Migrants Will No Longer Have Access To English Classes, Ping-Pong, Soccer Or Legal Services Under New Policy
Just when you think the Trump administration can fall no lower than they already have, the administration announces plans to make the lives of more than 40,000 immigrant children more miserable.
A recent announcement by the administration says the government will be doing away with English classes, legal aid and recreational programs for minors staying in federal detention centers.
The new policy was first reported by the Washington Post.
In what can only be described as gutless and utterly heartless, the Trump administration has canceled all remotely humane activities for migrant children, most of whom are living in cages and sleeping on concrete floors.
The government will no longer offer English classes, soccer, ping-pong, or legal aid for the more than 40,000 unaccompanied minors it holds prisoner in detention centers across the country.
The Office of Refugee Resettlement, also known as Racist AF, has started discontinuing the money for fun stuff for like soccer, which the administration has deemed “not directly necessary for the protection of life and safety, including education services, legal services, and recreation,” U.S. Health and Human Services spokesman Mark Weber told the Post.
But the move could technically be illegal.
Though it’s not like this administration has had an issue with going against precedent or against our legal system to get what they want.
A lawyer representing immigrant minors vowed to go to court if the cut goes through. A previous federal court ruling mandates education and recreation for minors in federal custody.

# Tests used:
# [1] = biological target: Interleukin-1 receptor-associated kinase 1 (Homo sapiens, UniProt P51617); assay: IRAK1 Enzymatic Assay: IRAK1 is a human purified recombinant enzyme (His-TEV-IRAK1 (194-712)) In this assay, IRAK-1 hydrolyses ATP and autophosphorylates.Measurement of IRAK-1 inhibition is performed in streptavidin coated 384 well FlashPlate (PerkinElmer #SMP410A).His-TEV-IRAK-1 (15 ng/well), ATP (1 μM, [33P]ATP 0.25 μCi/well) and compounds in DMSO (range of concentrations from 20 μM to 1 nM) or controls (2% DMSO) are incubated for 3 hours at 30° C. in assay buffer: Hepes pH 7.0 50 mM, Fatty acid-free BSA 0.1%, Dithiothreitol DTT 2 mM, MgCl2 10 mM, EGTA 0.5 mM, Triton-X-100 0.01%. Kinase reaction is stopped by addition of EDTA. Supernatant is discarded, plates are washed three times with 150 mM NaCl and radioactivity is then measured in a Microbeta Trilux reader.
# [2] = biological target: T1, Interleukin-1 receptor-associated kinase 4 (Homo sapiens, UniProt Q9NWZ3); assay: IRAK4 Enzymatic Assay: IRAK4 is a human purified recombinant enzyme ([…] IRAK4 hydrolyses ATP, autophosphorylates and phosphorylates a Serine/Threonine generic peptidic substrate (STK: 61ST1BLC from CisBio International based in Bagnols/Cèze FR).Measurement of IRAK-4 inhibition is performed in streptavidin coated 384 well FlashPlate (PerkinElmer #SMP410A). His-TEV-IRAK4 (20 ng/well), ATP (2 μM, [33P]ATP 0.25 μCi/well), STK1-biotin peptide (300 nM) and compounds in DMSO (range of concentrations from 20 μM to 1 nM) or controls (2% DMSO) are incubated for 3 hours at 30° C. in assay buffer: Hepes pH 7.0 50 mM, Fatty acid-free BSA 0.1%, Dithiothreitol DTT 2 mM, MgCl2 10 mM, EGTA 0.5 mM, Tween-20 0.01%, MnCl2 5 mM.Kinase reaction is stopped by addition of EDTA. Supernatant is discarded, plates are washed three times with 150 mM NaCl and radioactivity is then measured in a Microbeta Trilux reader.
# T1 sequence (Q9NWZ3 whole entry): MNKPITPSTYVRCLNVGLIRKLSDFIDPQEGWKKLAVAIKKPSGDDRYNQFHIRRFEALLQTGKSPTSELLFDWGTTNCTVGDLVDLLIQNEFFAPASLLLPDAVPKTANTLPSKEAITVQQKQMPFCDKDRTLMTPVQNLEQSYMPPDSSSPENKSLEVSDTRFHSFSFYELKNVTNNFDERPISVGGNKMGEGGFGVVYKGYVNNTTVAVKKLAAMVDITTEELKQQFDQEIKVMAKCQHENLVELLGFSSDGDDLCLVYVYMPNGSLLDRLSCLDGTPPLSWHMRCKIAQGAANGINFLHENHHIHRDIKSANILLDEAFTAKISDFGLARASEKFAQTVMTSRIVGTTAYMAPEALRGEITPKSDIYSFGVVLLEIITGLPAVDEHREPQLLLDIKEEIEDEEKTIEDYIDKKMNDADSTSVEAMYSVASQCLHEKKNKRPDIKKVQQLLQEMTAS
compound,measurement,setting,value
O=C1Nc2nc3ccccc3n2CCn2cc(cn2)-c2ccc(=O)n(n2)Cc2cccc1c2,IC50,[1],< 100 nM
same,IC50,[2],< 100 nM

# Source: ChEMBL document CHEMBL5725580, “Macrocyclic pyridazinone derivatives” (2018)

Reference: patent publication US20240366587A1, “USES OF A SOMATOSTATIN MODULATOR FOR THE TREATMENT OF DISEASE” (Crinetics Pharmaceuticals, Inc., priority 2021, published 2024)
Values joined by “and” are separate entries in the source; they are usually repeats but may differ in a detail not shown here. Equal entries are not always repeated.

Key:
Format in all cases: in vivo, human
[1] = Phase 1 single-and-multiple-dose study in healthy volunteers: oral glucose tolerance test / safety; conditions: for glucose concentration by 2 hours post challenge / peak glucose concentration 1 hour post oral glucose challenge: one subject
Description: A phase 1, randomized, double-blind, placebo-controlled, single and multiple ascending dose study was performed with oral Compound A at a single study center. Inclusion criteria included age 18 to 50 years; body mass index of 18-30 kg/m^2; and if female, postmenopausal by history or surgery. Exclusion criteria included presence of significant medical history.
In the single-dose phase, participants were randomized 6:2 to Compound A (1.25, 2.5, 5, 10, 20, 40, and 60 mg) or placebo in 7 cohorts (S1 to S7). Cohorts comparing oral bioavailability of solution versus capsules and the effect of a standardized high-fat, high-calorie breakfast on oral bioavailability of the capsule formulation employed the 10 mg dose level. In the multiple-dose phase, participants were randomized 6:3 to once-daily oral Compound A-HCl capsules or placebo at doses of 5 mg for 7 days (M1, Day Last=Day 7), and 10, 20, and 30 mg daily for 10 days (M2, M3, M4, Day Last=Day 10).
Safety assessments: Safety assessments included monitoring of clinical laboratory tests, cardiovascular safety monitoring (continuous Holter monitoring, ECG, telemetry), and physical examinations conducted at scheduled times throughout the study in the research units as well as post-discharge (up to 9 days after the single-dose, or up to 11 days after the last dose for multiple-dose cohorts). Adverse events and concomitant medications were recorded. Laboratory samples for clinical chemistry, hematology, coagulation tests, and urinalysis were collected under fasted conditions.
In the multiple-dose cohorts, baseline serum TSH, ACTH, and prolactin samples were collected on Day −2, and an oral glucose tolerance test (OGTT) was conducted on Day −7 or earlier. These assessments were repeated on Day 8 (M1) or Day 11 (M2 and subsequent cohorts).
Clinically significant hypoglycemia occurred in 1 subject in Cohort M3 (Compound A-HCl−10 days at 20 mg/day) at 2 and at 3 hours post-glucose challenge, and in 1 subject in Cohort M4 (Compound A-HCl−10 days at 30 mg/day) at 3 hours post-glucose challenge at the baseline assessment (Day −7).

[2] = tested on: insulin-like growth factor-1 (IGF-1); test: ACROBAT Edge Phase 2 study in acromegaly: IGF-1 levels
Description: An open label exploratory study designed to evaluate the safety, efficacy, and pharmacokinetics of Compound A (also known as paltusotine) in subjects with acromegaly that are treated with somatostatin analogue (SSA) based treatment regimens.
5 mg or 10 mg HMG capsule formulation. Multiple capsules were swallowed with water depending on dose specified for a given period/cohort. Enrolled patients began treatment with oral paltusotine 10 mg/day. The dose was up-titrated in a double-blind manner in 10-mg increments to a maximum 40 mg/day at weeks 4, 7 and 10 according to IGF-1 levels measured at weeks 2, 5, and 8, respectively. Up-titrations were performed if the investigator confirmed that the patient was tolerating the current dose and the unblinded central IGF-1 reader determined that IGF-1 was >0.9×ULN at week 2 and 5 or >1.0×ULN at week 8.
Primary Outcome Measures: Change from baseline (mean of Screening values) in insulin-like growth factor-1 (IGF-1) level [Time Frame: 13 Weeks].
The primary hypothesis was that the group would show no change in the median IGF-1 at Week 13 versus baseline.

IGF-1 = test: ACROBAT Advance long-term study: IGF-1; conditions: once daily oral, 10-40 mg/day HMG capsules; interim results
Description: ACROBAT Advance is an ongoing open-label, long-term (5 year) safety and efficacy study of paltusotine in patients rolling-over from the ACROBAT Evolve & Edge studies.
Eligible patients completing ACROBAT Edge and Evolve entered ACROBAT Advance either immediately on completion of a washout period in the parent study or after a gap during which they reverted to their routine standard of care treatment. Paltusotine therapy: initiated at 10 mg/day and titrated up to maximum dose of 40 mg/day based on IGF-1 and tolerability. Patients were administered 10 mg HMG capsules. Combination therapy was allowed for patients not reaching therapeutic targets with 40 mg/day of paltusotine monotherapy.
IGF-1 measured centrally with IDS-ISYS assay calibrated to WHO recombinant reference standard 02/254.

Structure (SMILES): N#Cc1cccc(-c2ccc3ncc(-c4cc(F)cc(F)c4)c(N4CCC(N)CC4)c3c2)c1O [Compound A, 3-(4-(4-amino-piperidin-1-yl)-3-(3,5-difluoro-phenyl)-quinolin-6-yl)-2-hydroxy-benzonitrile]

There are more than 40,800 unaccompanied children in HHS custody. They are mostly teenagers traveling to the US on their own, but during the Trump administration’s since-reversed family separation policy, also included young children taken from their parents.
Most of the minors, who will no longer have access to anything even remotely fun, are teens fleeing violence and poverty in Guatemala, Honduras, and El Salvador.
Critics slammed the move as punitive and illegal. Carlos Holguin, a lawyer who took part in a lawsuit that helped set standards of care for children in custody, told the Washington Post he would file new legal action “if they go through with it.”
“What’s next? Drinking water? Food? Where are they going to stop?” he said.
Many on Twitter couldn’t help but point out the glaring irony in the announcement.
Like isn’t one of Trump’s biggest gripes that immigrants coming to the US should be speaking English? So what gives?!
And remember when the administration said these detention centers were like “summer camps?”
We knew it wasn’t true back then and now we can definitely say the administration has zero interest in caring for these kids.